Government needs to 'step up to the plate' to resolve rich and poor attainment gap, Sheffield MP says

The Government needs to “step up to the plate” and resolve the attainment gap between rich and poor students, a Sheffield MP has said, after the summer’s GCSE results showed stark discrepancies between privately and state educated pupils.

File photo dated 5/11/2020 of pupils during a lesson in a classroom.(PA/Martin Rickett)

Gill Furniss, Labour representative for Sheffield Brightside and Hillsborough, called on ministers to ditch the “empty rhetoric” and support those on free school meals who have fallen behind in recent years.

Speaking in the House of Commons, Ms Furniss said: “Under this Government’s watch the attainment gap between the richest and poorest students has rocketed.

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“Since 2019 alone, GCSE students on free school meals have fallen behind their peers by almost a third.

“This adversely affects pupils in my constituency of Sheffield, Brightside and Hillsborough who are significantly more likely to receive free school meals.

“So when will the minister decide to ditch this empty rhetoric and step up to the plate to resolve the fundamental underlying issues?”

Schools minister Nick Gibb claimed that the Government “totally understand[s]” the “challenges” that young people have faced during the coronavirus pandemic and called on Ms Furniss to “look back at the Labour record we inherited in 2010”.

He told MPs: “Up until the pandemic we had closed the attainment gap between disadvantaged children and their peers by 13 per cent in primary school and by 9 per cent in secondary schools.”

Mr Gibb went on: “We do accept the challenges faced by young people during the pandemic and that’s why we’re committed to £3 billion of catch up funding.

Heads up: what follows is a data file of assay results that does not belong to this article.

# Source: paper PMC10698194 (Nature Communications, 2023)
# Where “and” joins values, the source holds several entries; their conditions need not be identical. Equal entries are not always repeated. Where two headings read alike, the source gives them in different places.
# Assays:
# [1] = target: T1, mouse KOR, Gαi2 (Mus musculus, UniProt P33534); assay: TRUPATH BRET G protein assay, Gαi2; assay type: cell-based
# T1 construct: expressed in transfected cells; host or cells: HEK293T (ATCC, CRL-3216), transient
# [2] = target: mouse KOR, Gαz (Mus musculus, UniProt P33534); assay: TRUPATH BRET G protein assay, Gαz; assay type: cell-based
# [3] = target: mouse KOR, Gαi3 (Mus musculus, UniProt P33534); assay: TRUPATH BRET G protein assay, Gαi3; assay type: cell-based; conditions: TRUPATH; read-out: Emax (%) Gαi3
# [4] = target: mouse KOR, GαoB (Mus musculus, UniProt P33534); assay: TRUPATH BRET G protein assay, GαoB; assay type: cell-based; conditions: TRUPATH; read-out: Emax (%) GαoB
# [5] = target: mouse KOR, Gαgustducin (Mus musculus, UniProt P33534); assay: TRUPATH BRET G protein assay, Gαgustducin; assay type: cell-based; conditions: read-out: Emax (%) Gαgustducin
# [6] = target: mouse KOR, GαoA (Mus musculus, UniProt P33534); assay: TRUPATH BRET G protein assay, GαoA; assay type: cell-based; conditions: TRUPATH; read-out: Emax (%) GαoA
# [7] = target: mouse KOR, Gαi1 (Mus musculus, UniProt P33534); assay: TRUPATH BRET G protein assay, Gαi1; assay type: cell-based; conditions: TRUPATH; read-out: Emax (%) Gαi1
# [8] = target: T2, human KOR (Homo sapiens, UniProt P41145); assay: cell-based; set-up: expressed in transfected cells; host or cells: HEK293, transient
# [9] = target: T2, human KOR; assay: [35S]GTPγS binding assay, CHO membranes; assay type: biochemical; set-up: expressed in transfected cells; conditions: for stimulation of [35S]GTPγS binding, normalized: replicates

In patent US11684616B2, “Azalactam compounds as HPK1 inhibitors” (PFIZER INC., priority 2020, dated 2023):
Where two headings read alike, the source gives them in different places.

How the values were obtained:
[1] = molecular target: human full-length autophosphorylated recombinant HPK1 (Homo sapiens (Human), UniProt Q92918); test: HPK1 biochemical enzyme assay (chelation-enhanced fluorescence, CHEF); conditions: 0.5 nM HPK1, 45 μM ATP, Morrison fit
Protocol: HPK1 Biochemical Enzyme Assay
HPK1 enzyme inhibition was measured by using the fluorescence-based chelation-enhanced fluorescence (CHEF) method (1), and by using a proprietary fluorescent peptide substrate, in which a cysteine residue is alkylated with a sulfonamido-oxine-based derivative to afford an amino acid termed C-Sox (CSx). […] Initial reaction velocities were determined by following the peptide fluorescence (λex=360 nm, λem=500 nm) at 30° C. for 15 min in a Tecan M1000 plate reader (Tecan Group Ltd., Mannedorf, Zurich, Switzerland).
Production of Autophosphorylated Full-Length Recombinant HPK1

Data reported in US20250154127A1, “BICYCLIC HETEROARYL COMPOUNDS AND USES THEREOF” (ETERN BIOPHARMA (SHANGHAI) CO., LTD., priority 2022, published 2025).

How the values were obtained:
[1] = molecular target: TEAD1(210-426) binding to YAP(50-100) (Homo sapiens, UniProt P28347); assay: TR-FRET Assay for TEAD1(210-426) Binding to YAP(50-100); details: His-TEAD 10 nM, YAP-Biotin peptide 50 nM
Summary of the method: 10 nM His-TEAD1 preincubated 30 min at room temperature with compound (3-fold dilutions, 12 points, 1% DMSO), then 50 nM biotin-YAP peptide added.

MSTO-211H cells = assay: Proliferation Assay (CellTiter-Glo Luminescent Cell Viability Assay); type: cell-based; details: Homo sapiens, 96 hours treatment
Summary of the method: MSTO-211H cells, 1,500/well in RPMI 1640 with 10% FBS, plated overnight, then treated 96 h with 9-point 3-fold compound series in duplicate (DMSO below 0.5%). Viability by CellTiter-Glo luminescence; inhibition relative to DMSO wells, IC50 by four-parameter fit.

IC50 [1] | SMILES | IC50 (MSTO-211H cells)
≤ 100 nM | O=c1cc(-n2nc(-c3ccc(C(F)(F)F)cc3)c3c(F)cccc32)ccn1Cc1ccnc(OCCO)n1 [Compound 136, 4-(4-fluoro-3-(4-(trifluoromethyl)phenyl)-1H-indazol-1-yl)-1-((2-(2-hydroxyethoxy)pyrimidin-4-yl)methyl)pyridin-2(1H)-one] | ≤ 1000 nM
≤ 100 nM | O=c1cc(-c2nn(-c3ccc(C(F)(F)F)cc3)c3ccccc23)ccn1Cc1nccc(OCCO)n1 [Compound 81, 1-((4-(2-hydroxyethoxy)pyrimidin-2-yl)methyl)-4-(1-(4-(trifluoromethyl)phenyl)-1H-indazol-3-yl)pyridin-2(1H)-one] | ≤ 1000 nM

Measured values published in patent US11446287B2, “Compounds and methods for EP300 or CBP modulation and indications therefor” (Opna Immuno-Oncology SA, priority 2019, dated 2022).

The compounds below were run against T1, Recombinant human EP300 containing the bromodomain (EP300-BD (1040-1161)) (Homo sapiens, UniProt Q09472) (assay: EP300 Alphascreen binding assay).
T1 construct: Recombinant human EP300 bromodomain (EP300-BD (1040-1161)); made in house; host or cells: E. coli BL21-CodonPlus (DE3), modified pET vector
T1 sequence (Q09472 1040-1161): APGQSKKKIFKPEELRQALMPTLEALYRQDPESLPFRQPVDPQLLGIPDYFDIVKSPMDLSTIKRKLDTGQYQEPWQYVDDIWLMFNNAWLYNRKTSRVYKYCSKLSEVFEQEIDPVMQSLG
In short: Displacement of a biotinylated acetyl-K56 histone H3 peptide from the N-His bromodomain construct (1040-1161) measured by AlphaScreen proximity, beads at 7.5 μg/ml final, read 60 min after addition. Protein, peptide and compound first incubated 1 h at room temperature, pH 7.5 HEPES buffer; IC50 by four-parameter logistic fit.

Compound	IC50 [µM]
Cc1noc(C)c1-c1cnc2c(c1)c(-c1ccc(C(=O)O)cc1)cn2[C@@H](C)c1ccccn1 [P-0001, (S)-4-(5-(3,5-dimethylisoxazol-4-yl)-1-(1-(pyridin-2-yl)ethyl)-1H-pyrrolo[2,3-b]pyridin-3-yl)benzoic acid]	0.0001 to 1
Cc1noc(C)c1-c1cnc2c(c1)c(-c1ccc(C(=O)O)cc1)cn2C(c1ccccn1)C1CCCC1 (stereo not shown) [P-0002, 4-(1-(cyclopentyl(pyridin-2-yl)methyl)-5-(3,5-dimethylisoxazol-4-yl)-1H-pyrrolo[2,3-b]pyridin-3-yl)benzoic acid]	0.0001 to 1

“We’re introducing a tuition revolution with 100 million hours of small group tuition for young people because we as a Government will do everything we can to ensure that children can catch up from any lost education they’ve suffered during the pandemic.”

Following last month’s GCSE results - decided by teacher assessment after exams were cancelled for the second year in a row as a result of the pandemic - Ofqual figures showed that 61.2% of GCSE entries from private schools in England achieved a grade 7 or above this year, compared to 28.1% of state academies, a gap of 33.1 percentage points.

Analysis also found that 68.4% of GCSE entries from grammar schools in England were awarded a grade 7 or above this year, compared with 26.1% in secondary comprehensives.

Education Secretary Gavin Williamson also took to the Despatch Box during Monday’s Education Questions to outline some of the measures in schools to try and reduce the spread of coronavirus as pupils head back to the classroom.

Mr Williamson told the Commons: “We remain committed to reducing disruption to children and young people’s education [...] Schools are maintaining proportionate protective measures such as testing, ventilation and extra hygiene to keep pupils and staff safe.

“On-site testing will be offered as students return, followed by regular at home testing.”

He also said that the need for children to do Covid testing at home will be reviewed at the end of this month, explaining: “We will be reviewing the need for children to be doing home testing at the end of September, if there isn’t a requirement to do that we will be looking at removing that, but it is important that we continue to keep these matters under review.”